“Looky here lads, caught m’self a gull! First time I ev—”

“Gods damn ye boy! Throw that blasted thing back in the drink! Ye’ll put a curse on this ship!” the First Mate yelled out, nearly hoarse in exasperation.

“But I just…” he began and trailed off as he looked over to most of the crew staring daggers into him. “Yes, of course sir,” he mumbled out, looking slightly shaken. He moved toward the edge of the ship as crew members moved back, as if repelled, not daring to get near the man who may have cursed their vessel. He dropped his rod, pulled back his arm, and with all his might threw the dead gull out to sea. It splashed into the water, far out from the ring of gulls that encompassed the ships base.

“Sir, I didn’t mean nothin’ by it. It caught on me hook and thought I’d show the men for a bit of a jape is all.”

“Boy, ye may have just doomed us, messin’ with the spirits o’ the sea. Yer either too wet behind the ears to understand or too daft to have given it a thought at all.” The First Mate’s voice turned from hoarse to gravelly and embedded me with an ominous notion even as a bystander. The First Mate stared him down as the Boy’s eyes flitted from crew member to crew member.

“Surely a ship here before us dumped some sour foodstuffs overboard and the gulls couldn’t stomach it better than you or I,” the stalwart voice of the Captain resounded from behind the crew. “Throw away your worries men, the only dangers in these waters is not doing your damned job properly!” he proclaimed, clearly annoyed to find all of his men huddled by the side of the ship, standing about.

“Ye heard the Captain,” the First Mate quickly followed up, straightening himself. “Now go and swab the deck and try to get some of the death ye brought on board off o’ this ship,” he grimaced toward the Boy.

With the demand, the Boy’s eyes locked back onto the First Mate and he managed out a “Yessir,” before grabbing his rod and jogging off.

The First Mate looked back toward the rest of the crew, “and that goes for the rest of ye too! Stop lollygaggin’ about and back to work men!”

As the crew slogged back to their positions the Captain moved alongside myself as he looked out to the sea. “I’ll be needing you Mr. Navigator, as well. I felt a shift in the currents, we need to make sure we’re still on course.”

“Yes sir, I was just on my way due to that shift but was held up by the morbid display about the near waters.”

“No more talk of that out here. To your charts and instruments, make haste, Mr. Navigator.” the Captain looked sternly toward myself.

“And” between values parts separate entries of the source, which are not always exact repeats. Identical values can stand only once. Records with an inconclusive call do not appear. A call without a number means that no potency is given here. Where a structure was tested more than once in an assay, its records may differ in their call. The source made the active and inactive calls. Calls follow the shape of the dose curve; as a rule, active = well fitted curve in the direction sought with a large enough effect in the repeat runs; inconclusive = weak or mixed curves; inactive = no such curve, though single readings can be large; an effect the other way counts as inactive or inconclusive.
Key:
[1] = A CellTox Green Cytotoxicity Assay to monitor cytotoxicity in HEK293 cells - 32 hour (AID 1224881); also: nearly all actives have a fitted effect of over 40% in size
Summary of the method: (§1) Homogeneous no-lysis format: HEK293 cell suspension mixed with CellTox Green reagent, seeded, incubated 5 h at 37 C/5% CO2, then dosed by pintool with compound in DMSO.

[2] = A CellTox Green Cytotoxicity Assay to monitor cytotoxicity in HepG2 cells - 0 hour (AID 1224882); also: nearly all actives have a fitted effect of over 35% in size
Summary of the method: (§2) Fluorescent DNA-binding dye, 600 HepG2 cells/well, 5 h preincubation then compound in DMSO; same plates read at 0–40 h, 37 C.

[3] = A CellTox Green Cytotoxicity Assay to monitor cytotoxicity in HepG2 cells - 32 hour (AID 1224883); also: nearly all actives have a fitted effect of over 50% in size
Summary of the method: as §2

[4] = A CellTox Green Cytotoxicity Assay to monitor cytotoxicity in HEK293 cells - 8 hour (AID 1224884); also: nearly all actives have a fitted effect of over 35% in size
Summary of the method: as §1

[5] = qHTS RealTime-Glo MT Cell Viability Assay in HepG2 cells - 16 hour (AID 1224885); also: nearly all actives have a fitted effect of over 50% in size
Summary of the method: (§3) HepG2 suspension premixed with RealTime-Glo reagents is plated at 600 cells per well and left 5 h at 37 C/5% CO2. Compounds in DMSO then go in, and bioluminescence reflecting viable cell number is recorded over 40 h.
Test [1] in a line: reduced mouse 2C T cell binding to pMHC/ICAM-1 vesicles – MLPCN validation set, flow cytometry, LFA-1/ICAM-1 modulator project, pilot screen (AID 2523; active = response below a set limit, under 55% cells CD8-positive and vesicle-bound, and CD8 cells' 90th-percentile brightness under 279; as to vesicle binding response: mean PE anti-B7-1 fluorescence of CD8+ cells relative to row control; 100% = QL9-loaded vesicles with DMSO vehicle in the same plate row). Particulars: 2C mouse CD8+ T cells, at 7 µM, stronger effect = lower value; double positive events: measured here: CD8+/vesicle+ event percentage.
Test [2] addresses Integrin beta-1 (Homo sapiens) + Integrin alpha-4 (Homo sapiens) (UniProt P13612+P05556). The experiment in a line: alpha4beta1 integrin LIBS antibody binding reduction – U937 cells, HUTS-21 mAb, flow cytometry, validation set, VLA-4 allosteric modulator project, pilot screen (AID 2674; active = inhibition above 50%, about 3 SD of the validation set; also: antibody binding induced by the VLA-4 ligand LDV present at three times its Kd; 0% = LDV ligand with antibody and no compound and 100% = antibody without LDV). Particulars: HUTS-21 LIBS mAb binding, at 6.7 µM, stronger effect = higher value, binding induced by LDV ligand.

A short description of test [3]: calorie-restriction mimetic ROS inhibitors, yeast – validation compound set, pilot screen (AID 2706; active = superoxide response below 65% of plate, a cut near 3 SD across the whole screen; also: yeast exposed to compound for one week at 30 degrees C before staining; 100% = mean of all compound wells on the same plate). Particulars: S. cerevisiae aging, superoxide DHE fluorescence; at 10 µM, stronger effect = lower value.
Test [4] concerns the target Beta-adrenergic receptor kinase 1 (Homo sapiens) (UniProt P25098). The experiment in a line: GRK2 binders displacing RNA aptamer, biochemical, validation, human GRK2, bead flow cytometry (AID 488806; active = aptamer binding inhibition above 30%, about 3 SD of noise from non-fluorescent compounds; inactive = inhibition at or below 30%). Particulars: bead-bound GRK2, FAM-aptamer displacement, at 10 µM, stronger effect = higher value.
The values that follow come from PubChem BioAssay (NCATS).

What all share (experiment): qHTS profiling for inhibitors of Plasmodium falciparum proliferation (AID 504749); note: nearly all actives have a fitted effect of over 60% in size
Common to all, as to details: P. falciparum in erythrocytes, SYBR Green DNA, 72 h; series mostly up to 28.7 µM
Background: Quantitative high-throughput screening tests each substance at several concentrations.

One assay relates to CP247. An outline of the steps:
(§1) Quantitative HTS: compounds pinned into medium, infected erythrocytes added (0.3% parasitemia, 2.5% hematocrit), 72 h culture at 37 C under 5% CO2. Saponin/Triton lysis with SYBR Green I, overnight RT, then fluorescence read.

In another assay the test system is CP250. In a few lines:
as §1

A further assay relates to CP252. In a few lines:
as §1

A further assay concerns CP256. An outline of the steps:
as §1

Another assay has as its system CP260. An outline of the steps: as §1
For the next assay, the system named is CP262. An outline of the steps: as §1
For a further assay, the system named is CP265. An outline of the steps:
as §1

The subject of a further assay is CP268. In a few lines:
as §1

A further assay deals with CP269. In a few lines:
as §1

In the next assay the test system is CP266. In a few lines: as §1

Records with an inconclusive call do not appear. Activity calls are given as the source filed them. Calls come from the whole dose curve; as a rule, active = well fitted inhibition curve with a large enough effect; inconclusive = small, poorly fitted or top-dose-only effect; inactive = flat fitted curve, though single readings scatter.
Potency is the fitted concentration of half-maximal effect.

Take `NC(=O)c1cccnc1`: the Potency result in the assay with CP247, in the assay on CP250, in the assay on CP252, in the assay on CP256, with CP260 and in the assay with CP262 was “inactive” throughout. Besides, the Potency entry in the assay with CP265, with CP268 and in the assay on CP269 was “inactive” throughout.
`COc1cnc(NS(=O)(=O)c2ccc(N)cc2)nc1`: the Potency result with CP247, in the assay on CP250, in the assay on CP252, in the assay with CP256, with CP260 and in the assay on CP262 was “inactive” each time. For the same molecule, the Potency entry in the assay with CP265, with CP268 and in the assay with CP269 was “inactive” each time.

I nodded with an “Of course sir,” and moved toward the navigation room, making my way inside. I took out my chart of the area and began to work out our position. My calculations came through and I couldn’t quite believe it. I began to make the calculations a second time when the Captain entered and sat in the chair across the table from me.

“Mr. Navigator, I must warn you to not play into these notions of superstition. Us sea folk can go downright mad worrying of such things. The best way to deal with it is to quell and discredit any and all superstitious worries, lest the crew begin to panic and commit any number of foolish acts.”

“Ah, yes sir, of course. I have never been one of the superstitious mindset. I like to place my faith in instruments and numbers. I must say however, that witnessing so many people reacting in such a way stirred up a slight bit of doubt in that regard. But of course you can trust me not to play into any of that folly.”

“Yes, well, you best remember it. How are the charts looking?”

“Yes, the charts…” I mumbled as I looked back down. “Sir, I’ve just completed the calculations a second time and that shift must have been quite monumental. We are currently sitting almost ninety degrees off of our trajectory.”

“What?” the Captain asked quite shocked. “Surely I would have noticed such an extreme change as that. The shift earlier couldn’t have been more than ten degrees, no fifteen at most. Run your measurements again!”

I ran the calculations a third time and came to the same conclusion, “Sir the ship has shifted some eighty-six degrees to the port side since the last I checked an hour ago. That shift must have been more than either of us had noticed, or it may have been something else.”

The Captain clicked his tongue, staring at the chart. “I’ll go and make the adjustments then. For the time being Mr. Navigator, double up on checking for course corrections. We can’t be wasting time going in the wrong direction with a crew that can’t wait to wash off this ‘curse’ in the dirt back on land.” With that the Captain rose and left. I soon felt the movement of the ship as he readjusted our course.

I looked out to the sea at the nearly setting sun to the starboard side of the ship and absentmindedly placed my hand in my jacket pocket, poking my finger on something. I pulled out the object and stared at it. The blood dry on the tip and the smooth side of the quill in drastic contrast with the crags found on the other. I became lost in reverie, the decay filling my lungs from the outside air, masking the stench of salt with another. Suddenly, pressure bore down on me and the walls shrieked as the boards bowed inward. I quickly stood up just as we hit something; the ships bow was thrown to the side and I fell along with it. I regained my composure, feeling pain in my palm. I had gripped the quill as we were hit and stuck myself with it, again drawing blood.